FLINT TWP. — Five candidates interviewed this week for an opening on the Carman-Ainsworth school board created last month by the resignation of Recco Richardson.
They are Lorraine Vaughn, Karen Ford, James Johnson, Laura Garrison and Tracy Edwards. All are parents of students attending C-A schools who said they are already active and involved in school programs.
Vaughn said she is a single mother of three and a University of Michigan graduate in social science. Her interest includes strengthening families and forming community alliances between parents, businesses and schools.
Ford said she has resided in the district for about 13 years and has three children. She holds a master’s in social work and currently works at Covenant HealthCare in Saginaw. She’s interested in strengthening the district’s social media policy particularly related to cyberbullying. She asked about the district’s plans to help students and parents adapt to new Common Core curriculum standards being implemented soon.
Johnson said he returned to Flint after living in New England and purposely chose to move to the C-A district for the benefit of his two children’s education. He is a familiar face to the board because he regularly attends their twice-monthly meetings. He also said he had considered running for a board seat in the previous election. He spoke of now-closed schools he attended in Flint and said he is interested in keeping C-A schools open and viable for future generations.
Garrison was another familiar face having recently served on the CARES committee made up of parents and volunteers who supported passage of C-A’s millage and sinking fund renewal.
She’s a teacher in Flint and is interested in helping C-A do a better job of promoting it programs which have benefitted her three children.
Edwards, who has a son at Randels Elementary, holds a Ph.D. and works at Saginaw Valley State University. She touted educational opportunities at C-A such as Young Inventors and robotics programs and said she is interested in promoting Science, Technology, Engineering and Mathematics (STEM) programs, especially getting more young women involved.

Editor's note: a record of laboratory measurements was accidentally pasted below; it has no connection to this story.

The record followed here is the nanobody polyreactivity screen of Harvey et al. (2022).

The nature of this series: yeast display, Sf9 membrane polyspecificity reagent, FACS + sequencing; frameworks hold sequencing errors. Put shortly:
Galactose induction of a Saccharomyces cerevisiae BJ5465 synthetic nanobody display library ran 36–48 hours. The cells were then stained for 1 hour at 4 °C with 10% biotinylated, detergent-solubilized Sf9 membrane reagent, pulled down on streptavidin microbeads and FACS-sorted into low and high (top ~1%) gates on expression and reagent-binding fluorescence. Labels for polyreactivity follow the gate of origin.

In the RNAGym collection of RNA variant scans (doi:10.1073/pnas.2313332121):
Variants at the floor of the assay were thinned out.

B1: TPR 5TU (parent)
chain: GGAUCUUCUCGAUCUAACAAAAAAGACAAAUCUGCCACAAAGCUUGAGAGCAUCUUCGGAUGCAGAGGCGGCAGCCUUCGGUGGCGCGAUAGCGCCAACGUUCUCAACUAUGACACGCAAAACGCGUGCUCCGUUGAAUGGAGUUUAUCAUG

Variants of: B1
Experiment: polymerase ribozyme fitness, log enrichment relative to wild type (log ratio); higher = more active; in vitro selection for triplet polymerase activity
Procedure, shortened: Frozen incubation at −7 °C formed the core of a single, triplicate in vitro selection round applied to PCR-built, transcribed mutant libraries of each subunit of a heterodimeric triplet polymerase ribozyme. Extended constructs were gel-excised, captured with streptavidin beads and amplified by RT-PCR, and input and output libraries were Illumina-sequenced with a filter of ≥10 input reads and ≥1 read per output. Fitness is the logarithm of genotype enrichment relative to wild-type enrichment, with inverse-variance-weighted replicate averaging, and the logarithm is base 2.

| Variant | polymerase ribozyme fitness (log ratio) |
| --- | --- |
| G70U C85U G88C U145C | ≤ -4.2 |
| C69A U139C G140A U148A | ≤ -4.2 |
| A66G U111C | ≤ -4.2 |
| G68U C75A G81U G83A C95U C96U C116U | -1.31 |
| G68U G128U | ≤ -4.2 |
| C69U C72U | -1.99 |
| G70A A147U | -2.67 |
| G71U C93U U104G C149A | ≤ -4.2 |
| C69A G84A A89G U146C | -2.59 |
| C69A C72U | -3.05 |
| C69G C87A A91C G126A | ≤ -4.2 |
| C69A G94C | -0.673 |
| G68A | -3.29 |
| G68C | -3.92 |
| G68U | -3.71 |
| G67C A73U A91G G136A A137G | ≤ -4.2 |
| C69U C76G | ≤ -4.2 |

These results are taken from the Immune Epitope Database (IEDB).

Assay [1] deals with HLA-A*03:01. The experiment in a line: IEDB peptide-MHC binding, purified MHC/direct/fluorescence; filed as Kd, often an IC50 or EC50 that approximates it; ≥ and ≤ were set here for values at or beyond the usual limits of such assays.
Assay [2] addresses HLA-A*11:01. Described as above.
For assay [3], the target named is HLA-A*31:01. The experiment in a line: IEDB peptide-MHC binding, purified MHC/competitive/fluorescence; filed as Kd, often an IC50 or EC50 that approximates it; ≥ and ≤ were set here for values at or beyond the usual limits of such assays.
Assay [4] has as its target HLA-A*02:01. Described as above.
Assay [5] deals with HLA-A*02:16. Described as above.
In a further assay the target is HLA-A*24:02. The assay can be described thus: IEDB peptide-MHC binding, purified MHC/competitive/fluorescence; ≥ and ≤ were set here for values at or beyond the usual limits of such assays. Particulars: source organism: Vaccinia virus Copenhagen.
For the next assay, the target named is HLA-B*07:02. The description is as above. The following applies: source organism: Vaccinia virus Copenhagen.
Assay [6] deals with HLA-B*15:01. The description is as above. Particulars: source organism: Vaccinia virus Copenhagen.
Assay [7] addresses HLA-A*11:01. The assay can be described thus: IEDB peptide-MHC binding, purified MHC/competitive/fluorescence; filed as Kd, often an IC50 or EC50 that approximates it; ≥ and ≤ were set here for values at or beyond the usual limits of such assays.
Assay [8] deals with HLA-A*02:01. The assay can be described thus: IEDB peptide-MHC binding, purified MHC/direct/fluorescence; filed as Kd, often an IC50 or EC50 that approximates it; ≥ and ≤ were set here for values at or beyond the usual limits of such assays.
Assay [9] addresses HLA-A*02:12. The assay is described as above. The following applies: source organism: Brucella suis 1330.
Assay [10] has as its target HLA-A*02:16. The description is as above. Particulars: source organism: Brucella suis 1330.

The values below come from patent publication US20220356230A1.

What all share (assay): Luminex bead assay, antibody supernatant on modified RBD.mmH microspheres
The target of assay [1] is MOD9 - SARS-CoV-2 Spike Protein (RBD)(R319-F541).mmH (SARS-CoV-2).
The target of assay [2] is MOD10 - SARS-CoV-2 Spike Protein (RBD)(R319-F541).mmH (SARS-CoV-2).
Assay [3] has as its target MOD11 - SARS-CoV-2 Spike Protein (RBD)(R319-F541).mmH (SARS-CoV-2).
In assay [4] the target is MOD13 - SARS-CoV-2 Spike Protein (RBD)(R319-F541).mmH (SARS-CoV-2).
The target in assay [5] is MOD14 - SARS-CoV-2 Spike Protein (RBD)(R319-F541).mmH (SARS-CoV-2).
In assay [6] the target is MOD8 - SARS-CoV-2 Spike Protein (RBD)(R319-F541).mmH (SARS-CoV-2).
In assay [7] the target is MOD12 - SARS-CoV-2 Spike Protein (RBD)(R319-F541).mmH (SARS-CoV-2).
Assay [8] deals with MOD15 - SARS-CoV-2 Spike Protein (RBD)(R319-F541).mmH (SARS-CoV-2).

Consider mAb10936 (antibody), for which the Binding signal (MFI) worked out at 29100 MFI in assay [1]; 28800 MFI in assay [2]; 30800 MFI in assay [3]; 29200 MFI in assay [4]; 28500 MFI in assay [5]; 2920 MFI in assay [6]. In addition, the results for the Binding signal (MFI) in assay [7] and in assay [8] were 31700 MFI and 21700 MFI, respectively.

In separate 30-minute interviews each candidate was asked about their background, their interest in serving on the school board, their perception of the board’s strengths and weaknesses, their knowledge of the current financial crisis facing most school districts in Michigan’s, their personal educational passions and their ideas for school improvement.
Maintaining current programming, more parental involvement, managing shrinking funds, stabilizing enrollment and the need for better promotion of what C-A has to offer were consistent themes mentioned by the candidates. Several also praised C-As diverse student and teacher body.
Board president Patrice Hatcher said the board will announce its decision at a special meeting to be held at 6:30 p.m. July 23. The new board member will be sworn in at that time, if present. If not, the oath of office will be administered at the Aug. 6 regular school board meeting.
The selected candidate will serve until the November 2014 election when he or she must run for the position.
Hatcher also made each candidate aware of a possible second board vacancy opening up soon for which those who are not chosen can reapply.
Board members are paid a small per diem of about $30 for attending regular meetings.